Warning: You May Be Losing Valuable High Skilled Employees Due to Stressful Environments

Warning: You May Be Losing Valuable High Skilled Employees Due to Stressful Environments

Stress accounts for 57% of working days lost to poor health. It affects people in different ways from being physically unwell, mental health issues and existing issues can worsen. The law requires all employers to assess the risk of work-related stress.  Developing procedures can minimise stress impact on employees, leading to increased employee satisfaction.

The Health and Safety Executive (HSE) describe stress as ‘the adverse reaction people have to excessive pressures or other types of demand placed on them’. Business’ have a legal requirement to undertake a Stress Risk assessment, to manage the stress levels within a company culture.

Stressed employees can be demotivated and cause hostile working environment, thus leading to talented employees searching for new jobs. Considerations to how to reduce stress in the workplace include providing ongoing training for all employees from management level to junior executives.

Training staff goes a long way in helping individuals feel more valued in a workplace. Training can develop coping mechanisms for stress and wellbeing. Other essential training can help in improving workplace communication.  Many managers may require courses in effective communication when remote working.

Depending on the level of stress, employees can become more focused and productive with minimal levels of stress in short bursts.  It can boost employees to the next level, however continuous stress leads to burnout. Staff who burnout will become more emotional, easily distracted and struggle with sleeping/relaxing.

Managing Stress in the Workplace

Companies should be promoting measures to reduce stress levels of employees, for example encouraging lunch time walks, removing themselves from their desks and introducing monthly mediations online.  Continuous communication can also lower stress levels.  Simply checking in with employees can be beneficial, especially for mental health and encourages those to highlight exhausted workloads.

Signing employees up to Employee Assistance Programmes or providing support systems online, giving employees access to wellbeing information, fitness, and nutrition. Helping employees to be more mindless of stress and healthy lifestyles.

Businesses should create a company culture where employees focus on what they can control, rather than the uncontrollable. By focusing on the uncontrollable, this leads to additional stress for all parties. Whilst change is inevitable, managing how the business’ changes and how frequently can minimise stress. Employees can become stressed due to uncertainty of company changes and if change is too frequent causing confusion in correct processes.

Our Managing Director Helen Hardy, chats about managing teams whilst working remotely in this short YouTube video:

 

Stress Risk Assessment Tool kit

As mentioned above, communication is an essential part of reducing work-related stress.  The Stress Risk Assessment Tool Kit can help tailor communications, which are aimed at reducing stress levels.  Stress risk assessments are a key component of health and safety requirements.  The tool kit includes 6 different conversations templates:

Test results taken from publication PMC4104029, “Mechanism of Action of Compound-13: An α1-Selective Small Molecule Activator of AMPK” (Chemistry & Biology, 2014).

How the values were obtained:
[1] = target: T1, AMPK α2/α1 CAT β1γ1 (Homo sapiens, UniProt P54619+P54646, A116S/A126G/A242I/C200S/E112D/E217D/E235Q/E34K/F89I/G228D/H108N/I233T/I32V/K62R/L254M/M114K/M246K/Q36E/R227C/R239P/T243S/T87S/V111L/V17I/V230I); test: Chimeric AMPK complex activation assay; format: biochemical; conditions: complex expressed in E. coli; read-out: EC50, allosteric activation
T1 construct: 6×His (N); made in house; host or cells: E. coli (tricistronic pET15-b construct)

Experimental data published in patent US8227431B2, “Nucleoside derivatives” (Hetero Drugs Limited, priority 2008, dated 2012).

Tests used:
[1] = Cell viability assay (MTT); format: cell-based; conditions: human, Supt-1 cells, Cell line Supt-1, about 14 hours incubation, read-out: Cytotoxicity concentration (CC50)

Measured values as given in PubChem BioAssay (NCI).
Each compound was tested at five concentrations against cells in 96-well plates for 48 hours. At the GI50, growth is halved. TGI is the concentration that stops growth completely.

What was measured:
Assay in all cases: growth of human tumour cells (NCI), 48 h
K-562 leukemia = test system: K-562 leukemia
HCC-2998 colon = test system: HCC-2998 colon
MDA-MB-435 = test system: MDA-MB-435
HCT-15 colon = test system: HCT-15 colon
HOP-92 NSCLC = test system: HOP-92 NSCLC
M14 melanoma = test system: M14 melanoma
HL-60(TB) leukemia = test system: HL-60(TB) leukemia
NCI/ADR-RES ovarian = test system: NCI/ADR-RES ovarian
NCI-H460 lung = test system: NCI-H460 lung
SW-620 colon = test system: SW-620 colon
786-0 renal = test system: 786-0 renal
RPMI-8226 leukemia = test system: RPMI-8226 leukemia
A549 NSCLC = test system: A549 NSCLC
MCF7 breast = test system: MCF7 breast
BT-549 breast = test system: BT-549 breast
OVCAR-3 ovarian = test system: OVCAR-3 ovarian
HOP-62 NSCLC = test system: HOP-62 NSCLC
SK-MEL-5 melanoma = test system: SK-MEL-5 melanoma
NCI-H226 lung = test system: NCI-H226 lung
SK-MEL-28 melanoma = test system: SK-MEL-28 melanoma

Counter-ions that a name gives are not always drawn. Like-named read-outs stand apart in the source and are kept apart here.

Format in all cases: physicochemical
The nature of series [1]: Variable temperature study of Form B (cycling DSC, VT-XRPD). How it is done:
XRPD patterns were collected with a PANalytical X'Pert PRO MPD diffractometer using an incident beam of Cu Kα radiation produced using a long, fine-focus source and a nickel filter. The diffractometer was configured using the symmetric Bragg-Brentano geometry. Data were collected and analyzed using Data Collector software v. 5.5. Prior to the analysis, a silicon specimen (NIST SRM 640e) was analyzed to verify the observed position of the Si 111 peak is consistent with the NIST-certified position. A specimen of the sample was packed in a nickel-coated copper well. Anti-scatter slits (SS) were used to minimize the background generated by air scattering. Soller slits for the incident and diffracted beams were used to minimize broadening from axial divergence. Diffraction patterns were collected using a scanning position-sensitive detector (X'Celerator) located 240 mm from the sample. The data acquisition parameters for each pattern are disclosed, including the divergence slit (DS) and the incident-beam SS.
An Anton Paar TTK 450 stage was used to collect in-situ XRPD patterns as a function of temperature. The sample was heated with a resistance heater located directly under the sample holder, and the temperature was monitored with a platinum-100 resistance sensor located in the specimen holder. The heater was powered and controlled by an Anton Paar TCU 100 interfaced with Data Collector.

1. Demands: workload and the working environment
  2. Control: how much say someone has over their job
  3. Support: level of supervision and resources available to do this job
  4. Relationships: promoting positive working to help prevent conflict
  5. Role: making sure people understand their role and how it fits in the organisation
  6. Change: how organisational change is managed and communicated

Each of these conversations’ success relies on line managers and employees having open and honest conversations. All aspects of the outcomes should be agreed within the meeting and all parties having a copy. However, line managers should not use this in isolation. This should only be a guide to developing effective processes.

The tool kit helps to create measures to address the risks whilst ensuring the company complies with employee law.  Employers only have a legal duty of care to safeguard employees from stressful workplaces.  Responsibility of diagnosing and treating stress does not lay on the employer.

Download the stress-talking-toolkit

Legal requirement

Stress risk assessments are a legal requirement, and the HSE have been enforcing these since October 2021. The HSE has the power to enter any business premises to establish if employees are working safely. These visits are unannounced which result in fines or prosecution actions.

Factors and causes of stress at work

Stress occurs due to a variety of reasons in the workplace, with factors playing a part. These factors vary from a person skill or experience level, their age or if they have a disability.  Alternatively, others may be unable to cope with job demands or micromanagement.

Employees that lose control of how they do their work can add unnecessary stress, alongside causing issues with working relationships.  As well, if employees are lacking efficient information or support for particular tasks this causes unwarranted stress and confusion.

Resources

There are resources available to businesses to help manage and minimise stress in the workplace:

  1. Spectrum Life’s Employee Assistance Program
  2. Spill Mental Health Support for companies
  3. Health Assured – Support staff in their return to work